Basil and I took advantage of our stay in Northern Michigan by joining Dr. Diarist’s father and his mountain bike on a ride. We started at Greilickville, nominally just north of Traverse City, and rode down past the grounds of the old Traverse City State Hospital. Once an insane asylum, it’s now undergoing renovation as part of the Historic Barns Park project.
We cycled past, and over, the Boardman River, and eyeballed a wonderfully rickety old railroad bridge. It looks impossibly ramshackle, but, as Dr. Diarist’s dad pointed out, it did the job for a very long time.
The one we crossed looked far sturdier, and though handsome, lacked the essential character of the older one. The trend in these pedestrian/cyclist bridges is to build them pre-rusted. I’m unclear on why this works, but it’s certainly aesthetically pleasing.
Overcast skies made for glossy reflections in the water.
I wasn’t the only one snapping away. Dad is a far more dedicated photographer, and gets much more artful results. Logan’s Landing is in an area of the city that is mostly light industrial; having all that lush greenery, the teeming lake, and a slew of well-maintained bike paths in such a mixed area is quintessentially Northern Michigan. There’s so much to see, and so much of it is purely beautiful, sometimes where you’d least expect it.
These branches brought Japanese brushwork to mind, though that’s definitely not a Japanese scene.
The Boardman is home to a substantial swan population, and to signs warning humans to avoid feeding the fowl. Those delicate, graceful, birds can snap a finger with one crunch of a powerful beak — and it’s not a great idea to get in the way of those wings either. Think Arnold Schwarzenegger with feathers.
Otherwise, it’s not a violent scene. Basil and I were lucky to arrive before all the autumnal hues had completely faded. Not that there’s a bad season in Northern Michigan; some are just whiter than others.
We turned around in Acme at Bunker Hill, thrillingly marked with a railroad crossing, though train-less while we were there. Passenger trains may be coming to the area though; this was the week passenger service began from Chicago to Grand Rapids, and there’s a concerted effort underway to run a line from Ann Arbor to Traverse City.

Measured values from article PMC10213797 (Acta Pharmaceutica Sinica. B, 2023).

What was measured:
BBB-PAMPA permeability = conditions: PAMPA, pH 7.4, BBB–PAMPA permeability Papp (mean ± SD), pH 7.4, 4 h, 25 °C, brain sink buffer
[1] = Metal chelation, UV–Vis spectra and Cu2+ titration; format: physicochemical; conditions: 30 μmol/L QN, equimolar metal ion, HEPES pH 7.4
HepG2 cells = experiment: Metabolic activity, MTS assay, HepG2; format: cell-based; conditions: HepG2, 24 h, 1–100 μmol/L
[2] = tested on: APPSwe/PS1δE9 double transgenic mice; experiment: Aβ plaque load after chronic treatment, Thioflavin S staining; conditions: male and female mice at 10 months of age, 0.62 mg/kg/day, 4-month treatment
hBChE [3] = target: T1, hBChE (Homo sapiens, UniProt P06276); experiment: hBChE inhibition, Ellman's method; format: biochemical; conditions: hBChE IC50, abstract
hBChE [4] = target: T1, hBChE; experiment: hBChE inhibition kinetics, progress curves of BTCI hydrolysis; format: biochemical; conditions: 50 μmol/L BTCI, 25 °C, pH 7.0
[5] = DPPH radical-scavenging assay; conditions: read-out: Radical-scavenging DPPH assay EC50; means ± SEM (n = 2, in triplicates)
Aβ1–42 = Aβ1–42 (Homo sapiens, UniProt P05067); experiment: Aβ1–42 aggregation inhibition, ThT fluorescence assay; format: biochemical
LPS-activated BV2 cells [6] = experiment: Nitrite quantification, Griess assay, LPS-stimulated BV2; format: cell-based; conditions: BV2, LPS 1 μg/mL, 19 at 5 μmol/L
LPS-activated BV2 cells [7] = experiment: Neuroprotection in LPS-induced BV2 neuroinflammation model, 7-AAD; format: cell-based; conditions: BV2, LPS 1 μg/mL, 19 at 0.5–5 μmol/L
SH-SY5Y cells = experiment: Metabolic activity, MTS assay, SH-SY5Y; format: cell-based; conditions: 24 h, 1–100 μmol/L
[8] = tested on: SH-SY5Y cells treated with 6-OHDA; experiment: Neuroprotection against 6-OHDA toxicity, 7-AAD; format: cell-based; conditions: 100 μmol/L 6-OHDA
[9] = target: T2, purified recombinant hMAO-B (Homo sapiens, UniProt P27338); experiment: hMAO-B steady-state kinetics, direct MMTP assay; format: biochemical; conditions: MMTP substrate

Across the street stood a fantastic reminder of how enduring the flamboyance of fall can be; a tree can lose a phenomenal number of leaves and still be stunning.
Back in Traverse City, we ran into a precursor of the season-to-come. In Northern Michigan, pre-winter preparations are taken seriously. A skiing exchange and demonstration was scheduled for the next day.
Straw was laid down, and snow brought in by a tractor trailer. An end-loader collected the snow from the truck, and brought it around to the field.
That was a fine end loader, and, as repetitive as it was, the job looked like fun.
I ask you, who wouldn’t want a pet end-loader? Look at that form! (Also, it’s red!)
Basil was focused on the actual store, just across a parking lot. He knows that Brick Wheels, sponsor of the event, is now a Brompton dealer — but our visit to his compatriots there would have to be another day; rain was threatening, and none of us were really geared up for the change in weather.
On we went, back to the Leelanau Trail Head, its wonderful caboose, and beyond. We rode along Grand Traverse Bay, but I didn’t stop for pictures, as the storm was gathering with some speed.
This was a perfect ride, and notable for the many surfaces we traversed. (It is Traverse City!) Basil rode on asphalt, loose gravel, packed gravel, tiny gravel, packed dirt, packed mud, oil-packed dirt, cement, wooden ties, grass, trails, streets, roads, a highway and maybe more. He certainly encountered more textures than he’s ever experienced on any previous single ride. I nearly spilled on loose gravel, but was saved by my Brompton, and found that deep thick mud slowed Basil’s tires considerably, but nothing stopped him.
That Basil — he can do anything! (I think Dad’s mountain bike was impressed, though he kept it to himself. Or herself. Hard to tell when a bike isn’t a Brompton. Dad’s not talking, either, though I like to think that we may bring him over to the Brompton side eventually.)